Weight… don’t touch that belt! At least before you do, make sure you know the reasoning behind why weight belts are used and if you should or should not use them.
Types of Belts
There are various types of belts that any person could buy. The three that are most common are bodybuilding belts, powerlifting belts, and velcro belts. Bodybuilding belts are the belts you see with the thinner belt in the front with a broader back. Powerlifting belts are different from bodybuilding belts due to their uniformity across their length. These belts typically are manufactured with a stiffer material, such as leather, with the goal of assisting the athlete with heavier weight. Finally, the nylon belts are made of a synthetic material with the fastening mechanism being velcro.
Why are they used?
Each of these belts generally have the same purpose no matter what belt is being used. Their main purpose is to help assist the athlete or individual in creating intra-abdominal pressure. In short, intra-abdominal pressure is essential for a safe and efficient lift, especially when referencing a deadlift or a squat. The pressure that is created with the assistance of the belt helps ensure that there is proper loading of the spine through proper muscle activation. Without the belt, the body can only create a limited amount of pressure based on the technique, training, and experience of the individual. The belt around the torso provides an extra layer of “muscle” around the abdominals to increase the pressure that can be made. This added pressure is not substantial but can assist with specific training goals. If you want to learn more about bracing then check out one of our previous blogs!
Should You Use Weight Belts
Now the biggest question regarding belts: should you use them? That is inherently a loaded question. That, like many questions in fitness, does not have a clearly defined answer. It depends on many factors based on the experience of the lifter, their goals, previous injury history, exercise selection, and many other things that will decide whether or not a lifting belt will be right for them. However, based on the majority of the population, and generalized goals most people DO NOT need a weightlifting belt. This answer ultimately boils down to three reasons: technique, reliance, and atrophy.
Without proper training beforehand, using the belt has no purpose. The purpose of the belt is to assist the lifter in creating high amounts of pressure to increase the weight moved. If the individual does not know how to sufficiently create that pressure, then there is no point and the belt will be just there for show; which it usually is in the first place – don’t be this person.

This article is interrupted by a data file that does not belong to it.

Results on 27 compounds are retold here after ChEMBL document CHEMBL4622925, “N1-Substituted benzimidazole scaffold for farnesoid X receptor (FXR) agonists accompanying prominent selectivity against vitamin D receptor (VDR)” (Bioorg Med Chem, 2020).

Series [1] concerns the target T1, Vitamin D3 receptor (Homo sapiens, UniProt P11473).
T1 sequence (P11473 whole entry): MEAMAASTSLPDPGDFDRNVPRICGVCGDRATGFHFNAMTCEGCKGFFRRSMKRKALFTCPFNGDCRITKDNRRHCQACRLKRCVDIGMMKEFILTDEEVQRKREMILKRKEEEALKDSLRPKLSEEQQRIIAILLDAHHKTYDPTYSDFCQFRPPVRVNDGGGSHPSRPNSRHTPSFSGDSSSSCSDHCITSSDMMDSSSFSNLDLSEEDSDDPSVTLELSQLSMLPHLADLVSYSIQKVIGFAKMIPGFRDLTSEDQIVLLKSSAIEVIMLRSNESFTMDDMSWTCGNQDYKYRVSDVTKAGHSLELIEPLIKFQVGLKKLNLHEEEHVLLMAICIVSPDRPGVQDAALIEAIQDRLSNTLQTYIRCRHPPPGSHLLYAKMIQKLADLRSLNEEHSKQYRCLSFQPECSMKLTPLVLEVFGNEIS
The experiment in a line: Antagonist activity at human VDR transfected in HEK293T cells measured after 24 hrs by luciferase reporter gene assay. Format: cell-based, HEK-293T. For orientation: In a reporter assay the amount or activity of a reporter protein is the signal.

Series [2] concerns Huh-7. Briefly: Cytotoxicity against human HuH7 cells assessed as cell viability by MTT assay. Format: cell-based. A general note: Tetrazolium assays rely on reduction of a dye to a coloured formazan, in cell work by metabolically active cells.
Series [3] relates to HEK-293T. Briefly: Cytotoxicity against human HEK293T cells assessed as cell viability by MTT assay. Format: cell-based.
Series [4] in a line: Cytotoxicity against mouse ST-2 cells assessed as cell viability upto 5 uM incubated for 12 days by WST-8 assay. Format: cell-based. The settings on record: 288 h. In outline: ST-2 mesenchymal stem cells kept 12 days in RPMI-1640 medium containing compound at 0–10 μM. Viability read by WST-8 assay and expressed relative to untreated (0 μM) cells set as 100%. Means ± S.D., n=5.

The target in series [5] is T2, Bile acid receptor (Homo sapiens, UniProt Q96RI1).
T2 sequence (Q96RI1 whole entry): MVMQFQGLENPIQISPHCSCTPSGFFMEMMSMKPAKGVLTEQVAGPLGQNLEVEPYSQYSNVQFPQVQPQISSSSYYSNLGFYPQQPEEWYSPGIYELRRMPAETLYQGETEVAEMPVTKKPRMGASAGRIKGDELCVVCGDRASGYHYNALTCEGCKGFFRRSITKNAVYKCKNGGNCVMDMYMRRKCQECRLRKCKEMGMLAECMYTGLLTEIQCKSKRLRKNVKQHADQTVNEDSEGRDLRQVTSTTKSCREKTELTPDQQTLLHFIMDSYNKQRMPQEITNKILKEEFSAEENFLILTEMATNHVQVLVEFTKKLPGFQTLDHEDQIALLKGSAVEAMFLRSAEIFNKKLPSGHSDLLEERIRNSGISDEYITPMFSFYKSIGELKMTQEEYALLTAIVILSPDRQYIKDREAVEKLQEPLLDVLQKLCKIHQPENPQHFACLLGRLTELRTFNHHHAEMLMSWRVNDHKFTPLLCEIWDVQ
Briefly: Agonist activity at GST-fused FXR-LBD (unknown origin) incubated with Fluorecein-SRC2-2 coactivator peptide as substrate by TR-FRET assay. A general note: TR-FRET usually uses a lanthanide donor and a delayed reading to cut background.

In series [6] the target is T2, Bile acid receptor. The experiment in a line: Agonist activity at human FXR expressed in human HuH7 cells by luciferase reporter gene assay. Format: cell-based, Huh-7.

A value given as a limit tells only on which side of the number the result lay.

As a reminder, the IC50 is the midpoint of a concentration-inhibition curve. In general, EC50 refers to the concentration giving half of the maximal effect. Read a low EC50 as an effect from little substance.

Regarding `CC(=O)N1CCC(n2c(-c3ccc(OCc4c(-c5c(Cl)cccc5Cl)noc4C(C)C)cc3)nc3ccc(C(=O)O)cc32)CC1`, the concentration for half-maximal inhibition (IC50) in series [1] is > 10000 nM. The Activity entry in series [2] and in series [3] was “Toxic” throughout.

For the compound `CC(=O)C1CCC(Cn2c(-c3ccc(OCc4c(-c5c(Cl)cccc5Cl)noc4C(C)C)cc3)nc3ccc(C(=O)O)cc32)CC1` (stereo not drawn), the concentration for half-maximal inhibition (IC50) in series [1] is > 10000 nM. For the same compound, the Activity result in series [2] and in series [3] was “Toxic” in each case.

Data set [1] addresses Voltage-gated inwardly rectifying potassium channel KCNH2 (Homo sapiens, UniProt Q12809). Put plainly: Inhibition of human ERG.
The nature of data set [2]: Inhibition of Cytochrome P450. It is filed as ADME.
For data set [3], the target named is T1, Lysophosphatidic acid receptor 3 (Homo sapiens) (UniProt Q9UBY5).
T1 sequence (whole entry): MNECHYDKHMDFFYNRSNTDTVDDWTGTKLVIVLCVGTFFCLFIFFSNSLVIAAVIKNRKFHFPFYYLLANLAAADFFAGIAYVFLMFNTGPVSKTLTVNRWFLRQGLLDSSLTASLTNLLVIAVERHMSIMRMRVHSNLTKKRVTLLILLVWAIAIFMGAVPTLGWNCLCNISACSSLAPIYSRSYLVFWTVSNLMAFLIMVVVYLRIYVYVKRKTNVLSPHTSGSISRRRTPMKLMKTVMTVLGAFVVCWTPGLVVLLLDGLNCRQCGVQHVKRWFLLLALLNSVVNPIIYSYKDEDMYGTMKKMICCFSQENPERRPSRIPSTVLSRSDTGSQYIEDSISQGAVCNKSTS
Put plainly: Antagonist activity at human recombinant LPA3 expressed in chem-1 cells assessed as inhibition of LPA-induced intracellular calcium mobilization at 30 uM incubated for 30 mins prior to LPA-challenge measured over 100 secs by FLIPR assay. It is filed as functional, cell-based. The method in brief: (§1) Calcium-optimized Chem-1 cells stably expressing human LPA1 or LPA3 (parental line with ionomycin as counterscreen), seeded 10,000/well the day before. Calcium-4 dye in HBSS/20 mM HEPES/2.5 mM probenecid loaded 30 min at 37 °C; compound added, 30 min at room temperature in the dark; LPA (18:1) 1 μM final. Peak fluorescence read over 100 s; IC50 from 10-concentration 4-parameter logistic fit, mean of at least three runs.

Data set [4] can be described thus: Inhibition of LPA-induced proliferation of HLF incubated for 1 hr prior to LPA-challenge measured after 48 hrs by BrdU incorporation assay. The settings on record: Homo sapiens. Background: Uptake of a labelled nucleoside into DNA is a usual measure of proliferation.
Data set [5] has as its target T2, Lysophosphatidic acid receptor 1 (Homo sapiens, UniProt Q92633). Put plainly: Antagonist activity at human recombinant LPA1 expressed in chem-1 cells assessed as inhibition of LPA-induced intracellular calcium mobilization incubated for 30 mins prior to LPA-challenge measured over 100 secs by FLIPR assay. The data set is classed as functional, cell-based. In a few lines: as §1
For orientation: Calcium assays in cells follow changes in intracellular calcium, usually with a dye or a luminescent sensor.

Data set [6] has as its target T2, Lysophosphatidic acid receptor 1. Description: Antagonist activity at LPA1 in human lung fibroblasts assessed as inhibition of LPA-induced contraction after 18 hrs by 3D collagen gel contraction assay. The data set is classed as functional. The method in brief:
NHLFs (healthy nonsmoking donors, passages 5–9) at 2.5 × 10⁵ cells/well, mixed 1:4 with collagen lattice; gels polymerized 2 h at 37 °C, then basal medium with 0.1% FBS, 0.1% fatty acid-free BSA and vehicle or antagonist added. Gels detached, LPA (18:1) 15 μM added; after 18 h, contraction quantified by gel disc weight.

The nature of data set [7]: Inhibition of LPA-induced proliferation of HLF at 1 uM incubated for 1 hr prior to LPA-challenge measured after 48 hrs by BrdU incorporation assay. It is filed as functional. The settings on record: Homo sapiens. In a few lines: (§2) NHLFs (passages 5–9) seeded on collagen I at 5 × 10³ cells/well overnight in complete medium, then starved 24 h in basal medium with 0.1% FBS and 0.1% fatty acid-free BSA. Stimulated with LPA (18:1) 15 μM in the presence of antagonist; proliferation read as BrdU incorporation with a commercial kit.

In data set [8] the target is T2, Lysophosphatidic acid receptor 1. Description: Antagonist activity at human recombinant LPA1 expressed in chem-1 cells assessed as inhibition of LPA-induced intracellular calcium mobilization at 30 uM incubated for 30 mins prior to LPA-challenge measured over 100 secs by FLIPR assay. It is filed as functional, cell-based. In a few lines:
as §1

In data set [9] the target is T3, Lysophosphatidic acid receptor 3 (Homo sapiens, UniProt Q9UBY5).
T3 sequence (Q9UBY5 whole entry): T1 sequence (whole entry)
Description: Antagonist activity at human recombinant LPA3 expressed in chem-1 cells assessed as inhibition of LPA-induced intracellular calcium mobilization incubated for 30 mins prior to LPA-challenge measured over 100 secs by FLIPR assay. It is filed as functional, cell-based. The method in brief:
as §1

Reliance is a common reason why generally belts shouldn’t be used. Many times, beginner and intermediate lifters rely too heavily on the belt for exercises and even use the belt on exercises that might not need it. In either case, reliance on the belt may negatively impact your performance in the long run.
Why you shouldn’t use Weight Belts
Finally, the most significant reason why a belt shouldn’t be used is this idea of atrophy. Atrophy is the term used to describe losing muscle, this is when an insufficient amount of stimulus is given to a muscle to grow. An easier way to say this is “you use it or you lose it.” Although this may not be a realistic example, the concept is still a good rule of thumb to any gym accessory. Whether this is belts, wraps, straps, they all can have the same effect. In addition to poor technique and reliance on the belt, the core and the surrounding musculature may become weaker if the belt is used too much.
When the belt is used too much, focus starts to deviate from proper form to just using the belt. This means that the core is not being used nearly enough and the overall form decreases. Using a belt may lead to an overall increased injury risk if not used properly. With all these factors, using a belt for a novice, beginner, or intermediate, gym-goer should not be recommended at first. Just like anything, everything has its place and time.
(IMO) When Should a Weight Belt Be Used
A weight belt should be used after satisfying 3 different criteria:
- Proper breathing and bracing
- Integration of technique
- Specific use case
These three criteria should cover all three main problems with using a weight belt. After learning how to properly execute core bracing the belt will have a genuine effect on the lift by assisting in creating the IAP. The integration of technique (i.e. during a squat or deadlift) allows the individual how to breathe and brace during specific movement patterns which will decrease reliance on the belt since they do not need it all the time.
Finally, there should be a specific use case for belts. The goal of a tool is to make the work easier and more efficient. The weight belt is no different, there needs to be a goal in mind. For example, when performing heavy 1RM, Triples, or heavyweight in general.
Another example could be an As Many Reps As Possible (AMRAP) set. In both these cases, a belt can be used. For the former, the assist with creating extra IAP will typically help the individual lift more weight. This does not mean using the belt for all the warm-up sets, rather, use it on your specific working sets to balance the time not using and using a belt. The latter will assist while fatigue sets in. Despite being lower in weight, the increase in reps will create fatigue and form breakdown. The belt will help the individual be more efficient and maintain IAP during the prolonged workset.
After fulfilling these above criteria, it will be generally safer and more efficient in using a weight belt.